Answer the following questions about these weird fossils. When writing in scientific notation, round all the a values to the nearest tenth. Record your work and answers on our answer sheet.

Answer the following questions about these weird fossils. When writing in scientific notation, round all the a values to the nearest tenth. Record your work and answers on our answer sheet.

The dinosaur dandruff flakes Benton found are 125,000,000 years old. Express this in scientific notation.

The dinosaur dandruff flakes Benton found are 125,000,000 years old. Express this in scientific notation.

A single piece of dino dandruff is about 0.0015 meters across. What’s that in scientific notation?

A single piece of dino dandruff is about 0.0015 meters across. What’s that in scientific notation?

The smallest fossilized fish in the school was 0.01057 meters long. Express this number in scientific notation.

The smallest fossilized fish in the school was 0.01057 meters long. Express this number in scientific notation.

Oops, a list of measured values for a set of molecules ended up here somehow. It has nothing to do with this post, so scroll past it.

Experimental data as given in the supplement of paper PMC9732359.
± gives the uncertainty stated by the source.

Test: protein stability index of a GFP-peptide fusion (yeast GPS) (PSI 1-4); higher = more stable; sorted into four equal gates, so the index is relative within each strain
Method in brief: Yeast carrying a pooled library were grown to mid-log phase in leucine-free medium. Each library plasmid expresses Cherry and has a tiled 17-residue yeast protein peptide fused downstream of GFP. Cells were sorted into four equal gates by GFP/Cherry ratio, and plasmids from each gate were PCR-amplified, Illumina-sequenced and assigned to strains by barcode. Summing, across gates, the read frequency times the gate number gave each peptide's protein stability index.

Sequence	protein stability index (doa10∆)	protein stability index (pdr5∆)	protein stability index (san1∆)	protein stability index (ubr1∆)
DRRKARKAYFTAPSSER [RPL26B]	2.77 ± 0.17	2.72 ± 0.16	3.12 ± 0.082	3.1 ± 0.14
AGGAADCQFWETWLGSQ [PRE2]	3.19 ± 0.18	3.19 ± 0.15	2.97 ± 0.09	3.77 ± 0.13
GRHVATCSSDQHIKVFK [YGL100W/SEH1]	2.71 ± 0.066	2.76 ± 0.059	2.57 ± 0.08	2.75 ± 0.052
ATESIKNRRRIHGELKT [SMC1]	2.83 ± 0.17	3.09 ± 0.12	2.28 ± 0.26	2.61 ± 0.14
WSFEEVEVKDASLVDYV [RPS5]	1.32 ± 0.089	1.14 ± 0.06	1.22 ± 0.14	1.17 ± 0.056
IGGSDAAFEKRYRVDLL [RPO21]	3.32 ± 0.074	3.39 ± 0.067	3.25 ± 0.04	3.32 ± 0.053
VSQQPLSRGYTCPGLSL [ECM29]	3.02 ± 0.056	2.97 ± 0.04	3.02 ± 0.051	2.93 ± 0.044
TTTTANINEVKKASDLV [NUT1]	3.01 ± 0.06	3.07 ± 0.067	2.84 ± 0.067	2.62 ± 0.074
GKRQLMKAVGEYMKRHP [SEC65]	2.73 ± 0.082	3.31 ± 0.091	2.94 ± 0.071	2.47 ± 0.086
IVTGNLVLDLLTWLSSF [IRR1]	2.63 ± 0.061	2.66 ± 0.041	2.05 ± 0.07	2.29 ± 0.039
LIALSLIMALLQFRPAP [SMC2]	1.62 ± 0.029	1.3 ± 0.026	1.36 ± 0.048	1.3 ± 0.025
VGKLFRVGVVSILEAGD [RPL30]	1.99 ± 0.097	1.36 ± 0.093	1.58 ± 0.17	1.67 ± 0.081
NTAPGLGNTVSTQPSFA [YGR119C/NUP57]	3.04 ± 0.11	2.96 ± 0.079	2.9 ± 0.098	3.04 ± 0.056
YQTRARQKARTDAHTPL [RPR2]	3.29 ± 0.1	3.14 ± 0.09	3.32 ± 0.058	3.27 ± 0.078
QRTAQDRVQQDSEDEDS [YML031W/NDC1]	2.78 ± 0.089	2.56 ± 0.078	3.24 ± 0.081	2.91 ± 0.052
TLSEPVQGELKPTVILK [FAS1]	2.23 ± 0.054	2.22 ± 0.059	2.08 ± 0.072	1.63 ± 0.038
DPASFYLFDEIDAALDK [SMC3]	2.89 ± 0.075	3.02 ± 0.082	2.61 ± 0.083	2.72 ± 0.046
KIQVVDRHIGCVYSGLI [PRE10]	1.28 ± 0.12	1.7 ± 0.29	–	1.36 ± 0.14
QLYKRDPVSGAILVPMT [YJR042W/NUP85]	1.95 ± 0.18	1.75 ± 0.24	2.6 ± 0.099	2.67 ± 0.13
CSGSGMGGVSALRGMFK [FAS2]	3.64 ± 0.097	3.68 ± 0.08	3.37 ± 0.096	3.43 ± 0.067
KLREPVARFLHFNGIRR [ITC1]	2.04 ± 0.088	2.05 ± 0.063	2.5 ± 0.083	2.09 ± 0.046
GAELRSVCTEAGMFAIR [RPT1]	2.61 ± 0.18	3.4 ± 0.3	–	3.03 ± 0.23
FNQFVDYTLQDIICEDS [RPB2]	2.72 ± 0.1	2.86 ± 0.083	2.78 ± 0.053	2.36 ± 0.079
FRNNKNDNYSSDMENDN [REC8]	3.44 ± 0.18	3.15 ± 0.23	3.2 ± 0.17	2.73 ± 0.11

The limestone slab in which the fish were embedded is about 50,000,000 years old. Express this number in scientific notation.

The limestone slab in which the fish were embedded is about 50,000,000 years old. Express this number in scientific notation.

The largest coprolite found was 0.0440 meters long. What’s that in scientific notation?

The largest coprolite found was 0.0440 meters long. What’s that in scientific notation?

In 2011, scientists found one of the oldest dinosaur “toilets” in Argentina. More than 3 x 105 coprolites were found in one area. What is that in standard form?

In 2011, scientists found one of the oldest dinosaur “toilets” in Argentina. More than 3 x 105 coprolites were found in one area. What is that in standard form?

Google Quiz

Click the Google Quiz button below to share an interactive version of the questions with your class. Click Download PDF for the non-interactive blank answer sheet.

Download PDF
Back to top
videos (2)
videos (2)
Skills Sheets (4)
Skills Sheets (4)
Skills Sheets (4)
Skills Sheets (4)
Lesson Plan (2)
Lesson Plan (2)